Genetics – a word we all seem to throw around, however most use incorrectly. In the dog (K9) subculture the word “genetics” is often regurgitated to either support or discount behavior. But what does “genetics” even mean and is the word applied accurately when discussing behavior or drive? Genetics is a very complicated study of genealogy and thus, very complex and wide-ranging. Let me give an example: in the dog subculture trainers, handers and bystanders will often state “its genetics.” Imagine if you replied “so its genetics, would that be clinical genetics, cytogenetics, molecular genetics, immunogenetics, behavioral genetics, population genetics, reproductive genetics, developmental genetics, ecogenetics etc.? I am no PhD – but I know this simple word “genetics” carries with it a rabbit hole of overlapping nuances that most subjectively simplify.

One thing I have personally learned is that many breeders and trainers are self-proclaimed experts in genetics. I ask this – are they experts in genetics or simply knowledgeable on traits consistent with past behaviors of bloodlines? Or is the study of bloodlines actually the best example of genetic understanding? Not stirring the pot but I for one do not believe in DNA testing prior to breeding – I know many will disagree with this. However, I have personally seen breeders stand on DNA tests prior to a litter only to have a nest of duds be birthed. If DNA’s association to genetics were such a sure thing, how could this happen? You see nature is an odd creature! The law of natural selection is always alive in the background even when humans consistently try and manipulate it. Ever had breeders and kennels place their entire program on trying to reproduce an “older dog?” Most old blood lines and stud dogs have either been diluted and or improved upon, so trying to immolate them is a fallacy from the beginning.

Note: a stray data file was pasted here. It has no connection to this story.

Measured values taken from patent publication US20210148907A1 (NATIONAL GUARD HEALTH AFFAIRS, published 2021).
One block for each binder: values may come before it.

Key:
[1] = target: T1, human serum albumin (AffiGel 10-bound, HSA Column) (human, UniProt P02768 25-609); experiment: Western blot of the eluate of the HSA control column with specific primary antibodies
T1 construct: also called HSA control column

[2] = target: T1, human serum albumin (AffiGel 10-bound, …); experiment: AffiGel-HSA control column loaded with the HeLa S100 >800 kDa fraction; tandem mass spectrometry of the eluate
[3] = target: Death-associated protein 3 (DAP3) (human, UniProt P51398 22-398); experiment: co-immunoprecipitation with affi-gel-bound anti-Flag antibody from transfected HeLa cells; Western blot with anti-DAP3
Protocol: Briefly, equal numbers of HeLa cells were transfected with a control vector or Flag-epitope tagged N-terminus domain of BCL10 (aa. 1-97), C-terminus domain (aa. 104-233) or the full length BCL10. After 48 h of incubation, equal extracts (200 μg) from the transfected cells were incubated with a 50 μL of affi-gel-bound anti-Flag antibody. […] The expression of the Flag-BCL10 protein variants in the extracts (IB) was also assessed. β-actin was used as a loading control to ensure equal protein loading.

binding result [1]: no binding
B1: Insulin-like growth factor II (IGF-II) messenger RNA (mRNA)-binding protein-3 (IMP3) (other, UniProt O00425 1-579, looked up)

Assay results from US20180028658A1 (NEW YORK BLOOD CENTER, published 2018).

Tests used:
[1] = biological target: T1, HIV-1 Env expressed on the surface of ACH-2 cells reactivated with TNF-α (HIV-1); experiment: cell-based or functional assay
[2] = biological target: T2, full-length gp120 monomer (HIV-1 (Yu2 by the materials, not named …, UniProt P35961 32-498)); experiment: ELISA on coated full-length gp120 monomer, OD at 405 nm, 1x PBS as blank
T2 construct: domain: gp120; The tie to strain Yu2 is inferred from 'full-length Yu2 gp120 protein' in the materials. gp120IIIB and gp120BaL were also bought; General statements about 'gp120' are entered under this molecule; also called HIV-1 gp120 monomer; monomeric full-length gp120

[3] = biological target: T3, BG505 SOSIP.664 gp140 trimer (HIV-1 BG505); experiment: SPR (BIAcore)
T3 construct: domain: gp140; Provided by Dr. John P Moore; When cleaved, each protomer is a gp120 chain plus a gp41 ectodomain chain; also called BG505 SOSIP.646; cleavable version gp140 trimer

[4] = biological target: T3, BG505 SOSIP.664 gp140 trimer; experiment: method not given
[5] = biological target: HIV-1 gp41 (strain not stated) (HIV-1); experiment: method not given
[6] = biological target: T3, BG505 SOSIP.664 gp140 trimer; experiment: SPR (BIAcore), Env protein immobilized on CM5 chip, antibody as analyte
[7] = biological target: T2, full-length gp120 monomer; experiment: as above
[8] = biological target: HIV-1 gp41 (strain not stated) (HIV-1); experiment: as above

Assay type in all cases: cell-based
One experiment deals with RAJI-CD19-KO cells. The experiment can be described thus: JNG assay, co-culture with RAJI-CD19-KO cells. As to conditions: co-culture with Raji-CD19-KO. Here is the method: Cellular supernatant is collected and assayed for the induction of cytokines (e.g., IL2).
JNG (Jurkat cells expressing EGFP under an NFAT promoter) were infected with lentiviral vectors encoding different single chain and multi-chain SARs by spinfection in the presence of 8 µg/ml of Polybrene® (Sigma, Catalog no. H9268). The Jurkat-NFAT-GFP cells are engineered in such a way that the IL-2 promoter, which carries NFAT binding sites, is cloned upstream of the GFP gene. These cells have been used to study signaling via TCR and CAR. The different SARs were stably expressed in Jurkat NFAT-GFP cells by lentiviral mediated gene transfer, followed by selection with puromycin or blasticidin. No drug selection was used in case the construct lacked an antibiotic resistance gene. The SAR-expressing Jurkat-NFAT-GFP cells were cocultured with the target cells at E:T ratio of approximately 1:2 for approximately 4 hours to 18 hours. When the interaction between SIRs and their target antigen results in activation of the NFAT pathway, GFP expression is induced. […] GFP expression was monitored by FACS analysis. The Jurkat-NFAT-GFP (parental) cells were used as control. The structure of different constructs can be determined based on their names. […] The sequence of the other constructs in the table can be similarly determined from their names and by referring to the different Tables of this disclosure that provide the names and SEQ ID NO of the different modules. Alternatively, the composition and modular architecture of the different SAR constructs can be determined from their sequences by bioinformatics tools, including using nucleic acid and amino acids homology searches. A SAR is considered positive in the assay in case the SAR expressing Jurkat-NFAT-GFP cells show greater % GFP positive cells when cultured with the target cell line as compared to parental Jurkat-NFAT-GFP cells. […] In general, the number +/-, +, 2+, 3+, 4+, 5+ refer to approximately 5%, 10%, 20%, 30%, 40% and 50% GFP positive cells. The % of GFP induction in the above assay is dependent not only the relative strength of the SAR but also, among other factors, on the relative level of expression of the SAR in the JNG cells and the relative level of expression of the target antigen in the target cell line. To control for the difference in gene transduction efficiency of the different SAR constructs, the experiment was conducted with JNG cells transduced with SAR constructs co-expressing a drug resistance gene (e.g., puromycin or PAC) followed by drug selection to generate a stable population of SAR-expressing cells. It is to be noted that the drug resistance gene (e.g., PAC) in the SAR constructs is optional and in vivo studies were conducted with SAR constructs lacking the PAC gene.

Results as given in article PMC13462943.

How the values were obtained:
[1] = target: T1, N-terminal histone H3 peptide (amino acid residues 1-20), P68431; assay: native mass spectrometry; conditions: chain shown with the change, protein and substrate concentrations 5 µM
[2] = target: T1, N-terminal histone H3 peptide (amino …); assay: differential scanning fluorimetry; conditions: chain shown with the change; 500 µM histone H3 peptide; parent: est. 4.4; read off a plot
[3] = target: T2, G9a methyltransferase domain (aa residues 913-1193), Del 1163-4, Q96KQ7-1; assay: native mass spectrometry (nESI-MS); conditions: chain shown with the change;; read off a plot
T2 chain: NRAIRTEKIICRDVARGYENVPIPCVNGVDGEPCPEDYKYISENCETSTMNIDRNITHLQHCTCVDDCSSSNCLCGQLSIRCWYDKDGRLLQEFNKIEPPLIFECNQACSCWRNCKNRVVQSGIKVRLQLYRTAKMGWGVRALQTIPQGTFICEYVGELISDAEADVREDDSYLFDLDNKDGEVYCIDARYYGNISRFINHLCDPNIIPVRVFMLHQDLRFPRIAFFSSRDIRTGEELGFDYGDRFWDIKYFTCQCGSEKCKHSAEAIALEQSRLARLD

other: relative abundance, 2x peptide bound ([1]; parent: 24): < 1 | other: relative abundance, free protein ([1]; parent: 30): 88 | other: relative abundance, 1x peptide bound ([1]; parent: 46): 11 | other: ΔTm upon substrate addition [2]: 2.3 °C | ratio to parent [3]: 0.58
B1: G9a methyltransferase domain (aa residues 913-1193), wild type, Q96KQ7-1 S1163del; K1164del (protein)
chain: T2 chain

I recently had a long discussion with an older dogman. This individual stated – “stop thinking so deep into it – breed extreme to extreme and if you’re lucky, 50% of the litter will be good.” We talked in detail about many issues but I took away the phrase “extreme to extreme.” According to his man, that’s all that matters! He stated I have seen for years all this mumbo jumbo about pre testing selection with DNA and it all added up to sh-t!!! Start with extreme, cross it to extreme and let mother nature do the rest. We used to have a saying in the Marine Corps, “you can’t make chicken soup out of chicken sh-t.”

Back to genetics – if we take everything derived from the medical research aspect of genetics how do we explain the large variations found within one litter. Litter A produces pup 1 and pup 2. At 12 months pup 1 is showing deep grips, confidence, social behavior etc. Pup 2 however has no drive to engage, tug, hunt or motivation for any task. Yet – the genetics are the same. So the layman will say “wow – pup 1 is amazing, I want a dog just like that, its genetics are boundless.” While the same layman will look at pup 2 and say “what a horrible, low drive dog, its parents should never have pups.” And this is the truth, simplicity and absolute frustration on my part when 99% of dog lovers discuss genetics.

I for one will always go back to what the dog in front of me is telling me. While I love knowing the lineage and parental information (genetics) I personally pay very little attention to it. The parents may be world class – but the pup has low drive and is by every definition lazy. While another pup may be from low level parents and turn out to be a world class crusher. This is another reason why I laugh inside when people ask for videos of the parents while evaluating a 12 month old pup. Again – focus on the dog in front of you, listen to what the dog is telling you, look at what the dog is showing you. Yes; starting with world class parents will always put the odds in your favor. But its still just odds – not a sure thing.

So I ask in closing – are genetics valuable knowledge, a snap shot of the future or just helpful guidance?